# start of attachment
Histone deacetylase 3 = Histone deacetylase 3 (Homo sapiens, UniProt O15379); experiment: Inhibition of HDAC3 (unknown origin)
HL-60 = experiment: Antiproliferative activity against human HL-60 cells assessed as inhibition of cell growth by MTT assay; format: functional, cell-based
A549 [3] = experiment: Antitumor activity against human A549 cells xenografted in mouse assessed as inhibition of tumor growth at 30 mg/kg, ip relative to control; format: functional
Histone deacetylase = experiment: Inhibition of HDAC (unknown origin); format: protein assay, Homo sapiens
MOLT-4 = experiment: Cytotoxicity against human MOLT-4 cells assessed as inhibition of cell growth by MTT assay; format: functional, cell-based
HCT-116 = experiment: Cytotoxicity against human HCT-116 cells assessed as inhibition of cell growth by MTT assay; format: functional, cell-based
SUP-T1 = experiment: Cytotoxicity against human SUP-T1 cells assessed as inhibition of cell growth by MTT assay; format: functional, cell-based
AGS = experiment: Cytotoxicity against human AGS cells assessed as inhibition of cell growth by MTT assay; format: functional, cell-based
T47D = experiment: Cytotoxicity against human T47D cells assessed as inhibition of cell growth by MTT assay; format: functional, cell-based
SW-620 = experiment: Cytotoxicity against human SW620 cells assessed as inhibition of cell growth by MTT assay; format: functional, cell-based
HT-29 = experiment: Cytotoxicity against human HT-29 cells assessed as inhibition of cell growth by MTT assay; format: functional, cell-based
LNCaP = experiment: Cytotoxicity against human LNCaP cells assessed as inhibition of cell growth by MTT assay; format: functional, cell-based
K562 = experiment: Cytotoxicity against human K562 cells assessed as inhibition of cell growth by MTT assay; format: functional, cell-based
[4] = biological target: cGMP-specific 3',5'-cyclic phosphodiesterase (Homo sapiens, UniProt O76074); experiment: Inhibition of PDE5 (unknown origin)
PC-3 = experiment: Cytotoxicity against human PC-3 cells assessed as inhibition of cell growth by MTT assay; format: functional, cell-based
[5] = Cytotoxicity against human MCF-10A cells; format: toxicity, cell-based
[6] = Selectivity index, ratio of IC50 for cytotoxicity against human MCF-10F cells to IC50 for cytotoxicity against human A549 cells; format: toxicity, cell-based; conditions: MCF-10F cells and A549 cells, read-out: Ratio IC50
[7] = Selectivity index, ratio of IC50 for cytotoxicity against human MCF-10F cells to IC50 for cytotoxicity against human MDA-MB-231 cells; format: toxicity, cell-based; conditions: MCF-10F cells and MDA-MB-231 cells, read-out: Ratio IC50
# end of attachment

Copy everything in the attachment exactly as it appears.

Histone deacetylase 3 = Histone deacetylase 3 (Homo sapiens, UniProt O15379); experiment: Inhibition of HDAC3 (unknown origin)
HL-60 = experiment: Antiproliferative activity against human HL-60 cells assessed as inhibition of cell growth by MTT assay; format: functional, cell-based
A549 [3] = experiment: Antitumor activity against human A549 cells xenografted in mouse assessed as inhibition of tumor growth at 30 mg/kg, ip relative to control; format: functional
Histone deacetylase = experiment: Inhibition of HDAC (unknown origin); format: protein assay, Homo sapiens
MOLT-4 = experiment: Cytotoxicity against human MOLT-4 cells assessed as inhibition of cell growth by MTT assay; format: functional, cell-based
HCT-116 = experiment: Cytotoxicity against human HCT-116 cells assessed as inhibition of cell growth by MTT assay; format: functional, cell-based
SUP-T1 = experiment: Cytotoxicity against human SUP-T1 cells assessed as inhibition of cell growth by MTT assay; format: functional, cell-based
AGS = experiment: Cytotoxicity against human AGS cells assessed as inhibition of cell growth by MTT assay; format: functional, cell-based
T47D = experiment: Cytotoxicity against human T47D cells assessed as inhibition of cell growth by MTT assay; format: functional, cell-based
SW-620 = experiment: Cytotoxicity against human SW620 cells assessed as inhibition of cell growth by MTT assay; format: functional, cell-based
HT-29 = experiment: Cytotoxicity against human HT-29 cells assessed as inhibition of cell growth by MTT assay; format: functional, cell-based
LNCaP = experiment: Cytotoxicity against human LNCaP cells assessed as inhibition of cell growth by MTT assay; format: functional, cell-based
K562 = experiment: Cytotoxicity against human K562 cells assessed as inhibition of cell growth by MTT assay; format: functional, cell-based
[4] = biological target: cGMP-specific 3',5'-cyclic phosphodiesterase (Homo sapiens, UniProt O76074); experiment: Inhibition of PDE5 (unknown origin)
PC-3 = experiment: Cytotoxicity against human PC-3 cells assessed as inhibition of cell growth by MTT assay; format: functional, cell-based
[5] = Cytotoxicity against human MCF-10A cells; format: toxicity, cell-based
[6] = Selectivity index, ratio of IC50 for cytotoxicity against human MCF-10F cells to IC50 for cytotoxicity against human A549 cells; format: toxicity, cell-based; conditions: MCF-10F cells and A549 cells, read-out: Ratio IC50
[7] = Selectivity index, ratio of IC50 for cytotoxicity against human MCF-10F cells to IC50 for cytotoxicity against human MDA-MB-231 cells; format: toxicity, cell-based; conditions: MCF-10F cells and MDA-MB-231 cells, read-out: Ratio IC50